2021 Indianapolis Awards Gala Celebrates World-Class Animal Rights Advocates


Awards program celebrates expansion with New Emerging Environmentalists Award

INDIANAPOLIS, September 25, 2021 / PRNewswire / – The Indianapolis Prize – the world’s largest animal conservation award – celebrated the world’s foremost animal conservation advocates at the Indianapolis Prize gala presented by Cummins Inc.

Dr. Amanda vincent, the 2021 recipient and eighth recipient of the award, which is awarded biennially by the Indianapolis Zoological Society, received a $ 250,000 grant – the largest unrestricted monetary award given for the successful conservation of endangered or threatened species. Ocean ecologist and Sovereign Prince of Monaco His Serene Highness Prince Albert II received the 2021 Jane Alexander Global Wildlife Ambassador Award.

“Tonight, we celebrate the victories of the world’s leading environmentalists whose work to save species has an undeniable impact on the wild things and wild places on our planet,” said Dr. Rob shumaker, President and CEO of the Indianapolis Zoological Society, Inc. “It is an honor to recognize these heroes and hope their stories inspire action to protect our planet and all who inhabit it.”

Dr Vincent is a professor at the Institute of Oceans and Fisheries at The University of British Columbia, where she runs Project Seahorse. Vincent is considered the first biologist to study seahorses in the wild, document their extensive trade, and establish a seahorse conservation project.

Vincent has dedicated his career to defending seahorses and is credited with drawing the world’s attention to the 44 known species of seahorses and developing an effective approach to their conservation. With unwavering dedication to conservation, Vincent has generated 35 Marine Protected Areas – dedicated areas of the ocean where fishing is not permitted – where populations of seahorses and other marine species thrive.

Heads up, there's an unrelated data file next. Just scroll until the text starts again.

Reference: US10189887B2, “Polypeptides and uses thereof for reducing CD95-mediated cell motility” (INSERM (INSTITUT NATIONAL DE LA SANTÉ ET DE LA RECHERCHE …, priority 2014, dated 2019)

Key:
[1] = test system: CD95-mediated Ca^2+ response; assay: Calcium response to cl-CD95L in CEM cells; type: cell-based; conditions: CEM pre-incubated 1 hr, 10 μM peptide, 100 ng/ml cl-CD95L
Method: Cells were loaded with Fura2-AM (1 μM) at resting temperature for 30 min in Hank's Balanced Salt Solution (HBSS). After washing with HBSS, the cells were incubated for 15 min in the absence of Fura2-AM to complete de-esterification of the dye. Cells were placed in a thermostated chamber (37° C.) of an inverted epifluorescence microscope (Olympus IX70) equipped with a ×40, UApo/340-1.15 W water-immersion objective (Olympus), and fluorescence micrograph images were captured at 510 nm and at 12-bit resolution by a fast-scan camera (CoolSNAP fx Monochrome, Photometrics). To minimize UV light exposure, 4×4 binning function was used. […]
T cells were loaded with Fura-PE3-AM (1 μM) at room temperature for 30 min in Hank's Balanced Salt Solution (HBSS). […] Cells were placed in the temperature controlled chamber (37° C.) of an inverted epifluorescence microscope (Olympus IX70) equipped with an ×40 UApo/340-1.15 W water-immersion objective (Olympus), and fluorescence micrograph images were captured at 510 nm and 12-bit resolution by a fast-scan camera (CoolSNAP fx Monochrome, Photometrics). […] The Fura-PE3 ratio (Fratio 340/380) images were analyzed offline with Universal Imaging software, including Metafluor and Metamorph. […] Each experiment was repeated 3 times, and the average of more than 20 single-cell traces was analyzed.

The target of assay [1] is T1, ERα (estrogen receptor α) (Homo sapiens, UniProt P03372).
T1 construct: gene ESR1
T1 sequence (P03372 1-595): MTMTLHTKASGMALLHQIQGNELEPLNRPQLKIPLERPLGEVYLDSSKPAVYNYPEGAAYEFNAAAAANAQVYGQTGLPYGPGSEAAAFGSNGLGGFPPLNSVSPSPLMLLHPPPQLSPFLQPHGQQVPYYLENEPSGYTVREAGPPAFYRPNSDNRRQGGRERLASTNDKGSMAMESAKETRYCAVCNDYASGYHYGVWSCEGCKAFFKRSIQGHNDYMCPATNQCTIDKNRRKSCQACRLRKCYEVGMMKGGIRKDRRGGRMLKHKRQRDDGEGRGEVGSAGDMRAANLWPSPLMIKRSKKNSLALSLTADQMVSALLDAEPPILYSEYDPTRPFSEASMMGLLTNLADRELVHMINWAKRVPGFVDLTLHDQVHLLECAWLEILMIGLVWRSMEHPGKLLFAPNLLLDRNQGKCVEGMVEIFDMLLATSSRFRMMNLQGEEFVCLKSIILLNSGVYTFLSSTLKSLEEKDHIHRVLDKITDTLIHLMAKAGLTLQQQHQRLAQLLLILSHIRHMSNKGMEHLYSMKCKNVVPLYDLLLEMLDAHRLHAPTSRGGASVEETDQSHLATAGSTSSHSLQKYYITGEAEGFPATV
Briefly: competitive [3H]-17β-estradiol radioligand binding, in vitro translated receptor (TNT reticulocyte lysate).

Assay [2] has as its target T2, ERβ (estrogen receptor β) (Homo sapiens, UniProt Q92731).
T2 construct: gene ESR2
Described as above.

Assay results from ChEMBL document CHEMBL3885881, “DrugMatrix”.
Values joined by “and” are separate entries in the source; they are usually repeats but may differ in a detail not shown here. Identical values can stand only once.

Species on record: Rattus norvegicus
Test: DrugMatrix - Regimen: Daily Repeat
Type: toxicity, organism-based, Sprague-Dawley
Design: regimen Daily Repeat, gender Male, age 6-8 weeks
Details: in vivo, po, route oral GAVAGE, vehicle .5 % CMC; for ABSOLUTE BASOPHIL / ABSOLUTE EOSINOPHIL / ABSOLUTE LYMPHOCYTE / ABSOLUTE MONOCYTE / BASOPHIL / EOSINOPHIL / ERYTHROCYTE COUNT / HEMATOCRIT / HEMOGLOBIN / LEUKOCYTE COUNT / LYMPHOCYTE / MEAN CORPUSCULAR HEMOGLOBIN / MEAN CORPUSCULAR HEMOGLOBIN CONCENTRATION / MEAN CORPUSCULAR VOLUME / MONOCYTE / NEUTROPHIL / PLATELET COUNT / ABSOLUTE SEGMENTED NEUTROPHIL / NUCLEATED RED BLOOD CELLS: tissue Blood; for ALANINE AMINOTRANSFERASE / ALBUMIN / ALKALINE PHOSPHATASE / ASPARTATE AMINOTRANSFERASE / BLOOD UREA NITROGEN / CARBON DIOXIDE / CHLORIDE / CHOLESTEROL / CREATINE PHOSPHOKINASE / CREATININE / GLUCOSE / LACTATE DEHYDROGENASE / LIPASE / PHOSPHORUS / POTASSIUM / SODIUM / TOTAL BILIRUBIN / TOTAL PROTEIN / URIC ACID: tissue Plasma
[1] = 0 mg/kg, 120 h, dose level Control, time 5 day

“It is a great honor to be named the recipient of the Indianapolis 2021 Prize. This prestigious global award enables me to advocate for much greater attention to the ocean – which represents 99% of living space on Earth – and all the species the marine ecosystem depends on. From a seahorse perspective, we have inspired many, many people around the world to protect ocean life. The Indianapolis Prize now gives us a platform even broader to invite and empower people to take meaningful conservation action. “

Vincent was selected from a group of six finalists by a jury made up of eminent scientists and conservation leaders. The finalists are: Dr. Christophe Boesch (Wild Chimpanzee Foundation); Dr P. Dee Boersma (Washington University and Center for Ecosystem Sentinels); Dr. Sylvie Earle (Mission Blue and Deepwater Exploration and Research); Dr. Gerardo Ceballos (Institute of Ecology of National Autonomous University of Mexico); and dr. John robinson (Wildlife Conservation Society). Each finalist received $ 10,000.

At the gala, HSH Prince Albert II received the Jane Alexander Global Wildlife Ambassador Award for his dedication to preserving the world’s oceans. Receiving the award on behalf of His Serene Highness, the President of the Prince Albert II of Monaco Foundation, John B. Kelly II.

“I am extremely honored to receive such an important award, a truly important award in the field of animal conservation,” said HSH. Prince Albert II. “Allow me to take this award as a further encouragement to continue my action and to stay true to my convictions. It will help me to keep my commitments and my contributions to the preservation of the oceans, to the conservation of coral reefs and areas. marine protected, and we strive to protect endangered marine species. “